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 Posted: Tue Jun 20th, 2017 05:30 am
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repsilon
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#1 kid: Don't believe too much of anything from Old Timers. They have been drinking and warping their memories for years, as well as stretching and perfecting their storytelling. Maybe the 70's were more golden than the 80's, and I don't contest how good the fishing was before then...
There have been lean years! There are cycles. Just look at the statistics and catches off San Diego of this last El Nino. I found one article about 40 year cycles of the sargasso off the East Coast, and about how the Gulf Stream changes speed. Do you want to deny the existence of Ice Ages? Do you think all the turtles ate the pelagic sargasso? We've seen more billfish, and other fish, at times than the wildest stories of some old timer before it was stretched over decades. Relax, stop perplexing yourself if you're going to do nothing about it, be positive and patient, and most importantly go fish. I know that we've experienced some better things and concentrations of fish that the area has had since the 80's. If I had experienced some of the crazy fishing events of lately as a kid here in the 80's, I wouldn't have forgot. My eyes were good, they weren't shut, and I never forget a fish. It's been 7 years since we caught 30#ers off Doble, but they will be there with the right conditions. I never caught 15#ers in so close as with last Fall. Enjoy the stories, but brush off the negativity. It's not over by a long shot.

Last edited on Tue Jun 20th, 2017 05:32 am by repsilon

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 Posted: Tue Jun 20th, 2017 06:04 am
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repsilon
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Patience. I think we'll start to see some life get pulled in from the other side below Conception shortly. The currents may have slowed a touch with the unexciting tides.  The gyre is still building into it's summer pattern and then we'll see upwellings and colliding currents again.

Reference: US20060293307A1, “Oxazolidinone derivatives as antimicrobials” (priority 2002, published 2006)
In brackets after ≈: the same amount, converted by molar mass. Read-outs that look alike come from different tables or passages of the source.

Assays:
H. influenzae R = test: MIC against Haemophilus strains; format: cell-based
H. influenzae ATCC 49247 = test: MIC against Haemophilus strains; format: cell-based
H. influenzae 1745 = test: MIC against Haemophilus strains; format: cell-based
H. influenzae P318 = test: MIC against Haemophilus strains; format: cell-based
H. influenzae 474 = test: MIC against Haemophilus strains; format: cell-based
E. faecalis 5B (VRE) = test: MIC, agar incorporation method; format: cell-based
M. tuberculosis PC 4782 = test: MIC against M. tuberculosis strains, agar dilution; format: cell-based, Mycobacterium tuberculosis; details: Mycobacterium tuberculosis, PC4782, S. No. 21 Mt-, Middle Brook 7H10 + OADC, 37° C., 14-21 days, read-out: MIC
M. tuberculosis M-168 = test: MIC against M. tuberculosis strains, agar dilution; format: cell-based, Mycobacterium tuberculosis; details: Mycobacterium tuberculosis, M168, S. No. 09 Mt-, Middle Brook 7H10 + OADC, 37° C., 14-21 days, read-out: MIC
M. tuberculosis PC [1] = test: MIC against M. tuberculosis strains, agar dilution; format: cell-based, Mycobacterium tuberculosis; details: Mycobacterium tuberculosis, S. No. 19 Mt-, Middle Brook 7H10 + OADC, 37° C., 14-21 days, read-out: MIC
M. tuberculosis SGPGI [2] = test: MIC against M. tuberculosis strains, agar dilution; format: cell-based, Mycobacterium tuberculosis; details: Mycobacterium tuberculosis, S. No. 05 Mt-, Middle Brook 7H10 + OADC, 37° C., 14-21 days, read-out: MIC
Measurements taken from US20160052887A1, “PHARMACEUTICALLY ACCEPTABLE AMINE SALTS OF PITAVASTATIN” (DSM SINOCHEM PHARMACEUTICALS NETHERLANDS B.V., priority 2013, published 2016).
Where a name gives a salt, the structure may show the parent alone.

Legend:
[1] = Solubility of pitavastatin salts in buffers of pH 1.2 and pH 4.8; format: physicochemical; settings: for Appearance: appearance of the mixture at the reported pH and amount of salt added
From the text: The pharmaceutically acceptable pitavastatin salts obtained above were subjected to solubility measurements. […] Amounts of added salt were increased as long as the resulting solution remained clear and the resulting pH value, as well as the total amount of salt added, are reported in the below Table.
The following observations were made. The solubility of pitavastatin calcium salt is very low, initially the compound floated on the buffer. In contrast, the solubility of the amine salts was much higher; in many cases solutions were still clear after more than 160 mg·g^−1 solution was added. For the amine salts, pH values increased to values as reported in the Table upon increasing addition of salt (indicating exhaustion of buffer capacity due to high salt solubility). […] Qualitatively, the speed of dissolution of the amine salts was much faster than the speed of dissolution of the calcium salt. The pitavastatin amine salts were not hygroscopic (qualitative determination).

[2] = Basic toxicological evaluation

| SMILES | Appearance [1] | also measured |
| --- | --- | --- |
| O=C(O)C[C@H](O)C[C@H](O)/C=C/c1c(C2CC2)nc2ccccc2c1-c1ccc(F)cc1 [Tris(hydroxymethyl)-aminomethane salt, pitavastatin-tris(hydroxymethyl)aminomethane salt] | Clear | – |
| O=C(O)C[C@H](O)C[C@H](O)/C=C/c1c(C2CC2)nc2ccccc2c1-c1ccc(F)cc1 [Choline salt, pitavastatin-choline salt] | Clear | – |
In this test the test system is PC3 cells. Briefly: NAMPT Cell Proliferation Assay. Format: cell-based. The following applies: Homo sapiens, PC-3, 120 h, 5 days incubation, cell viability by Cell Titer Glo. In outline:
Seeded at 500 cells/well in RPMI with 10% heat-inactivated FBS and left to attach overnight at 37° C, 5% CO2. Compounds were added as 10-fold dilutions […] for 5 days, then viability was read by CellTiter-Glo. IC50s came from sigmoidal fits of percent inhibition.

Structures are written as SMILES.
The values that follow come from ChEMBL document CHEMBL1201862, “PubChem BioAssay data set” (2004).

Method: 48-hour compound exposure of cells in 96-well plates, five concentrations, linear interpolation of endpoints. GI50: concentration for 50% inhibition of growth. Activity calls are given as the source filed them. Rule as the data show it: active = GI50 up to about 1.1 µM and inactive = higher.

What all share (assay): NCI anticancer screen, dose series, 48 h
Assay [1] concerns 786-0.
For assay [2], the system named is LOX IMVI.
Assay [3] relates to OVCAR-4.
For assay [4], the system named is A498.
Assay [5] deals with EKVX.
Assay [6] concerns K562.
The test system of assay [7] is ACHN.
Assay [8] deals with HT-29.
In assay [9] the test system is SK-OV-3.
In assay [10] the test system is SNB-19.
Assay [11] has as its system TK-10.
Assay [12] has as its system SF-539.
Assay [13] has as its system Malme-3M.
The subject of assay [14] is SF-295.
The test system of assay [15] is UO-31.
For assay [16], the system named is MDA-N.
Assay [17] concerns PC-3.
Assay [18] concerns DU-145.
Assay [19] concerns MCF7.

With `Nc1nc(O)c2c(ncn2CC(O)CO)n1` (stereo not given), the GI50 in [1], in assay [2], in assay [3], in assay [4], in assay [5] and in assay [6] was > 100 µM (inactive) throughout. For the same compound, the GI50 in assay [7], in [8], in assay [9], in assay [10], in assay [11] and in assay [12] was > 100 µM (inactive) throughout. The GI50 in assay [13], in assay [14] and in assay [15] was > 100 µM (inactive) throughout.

I challenge any old timer to say they've ever seen more Threshers (and the numbers of their jumps) than what were jumping in the Rescate, sailfish concentrations such as a few days before last year's Rescate, marlin like the previous winter, yellowtail on squid at the Island like a couple years ago, ... and I'd challenge many more recent events. It's far from over.

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 Posted: Tue Jun 20th, 2017 04:00 pm
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Bullshipper
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Ok I guess I am an old timer. 1st sail in 1958 out of Guaymas, then lived year round from 72-2000, then 6 months a year from 2013-2017.

My experience is that there are still migrations of fish that produce bonanzas. But now fish move through our area going north, and after a short burst that lasts a week there is nothing for days.

Before we always caught fish on every trip, and at times hit bonanzas during concentrated migrations. The summer and bottom fish were at least 2x the size of what are being reported now as legitimate fish. I have never seen so many juvinile billfish, and the bait is now larger than some of the dorado.

The other differences are the longer distances we have to go now, and the tackle and techniques we now use. In the old days we trolled or bottom fished with dead bait, old crummy feathers, and when I started bringing rapalas and rebels down everyone including the fish when wow. You could catch sierra and bass types trolling along the shore, and yellowtail and bonita off of most of the points. The bottom fishing was good with nice pargos right off deer island, and Ensenada Grande was at the outer limits of where you had to go to limit out.

Now, ensenada chica, pando, white rock and the island are usually included in a daytrip where before if I left out of Miramar or Guaymas and got as far a Haystack you had at least 4-8 80-100 lb sails using old wooden cruiser, not twin engine cats. We didn't use teasers, ballyhoo, jigs, or live bait, we just trolled split tailed mullet, feathers and rapalas.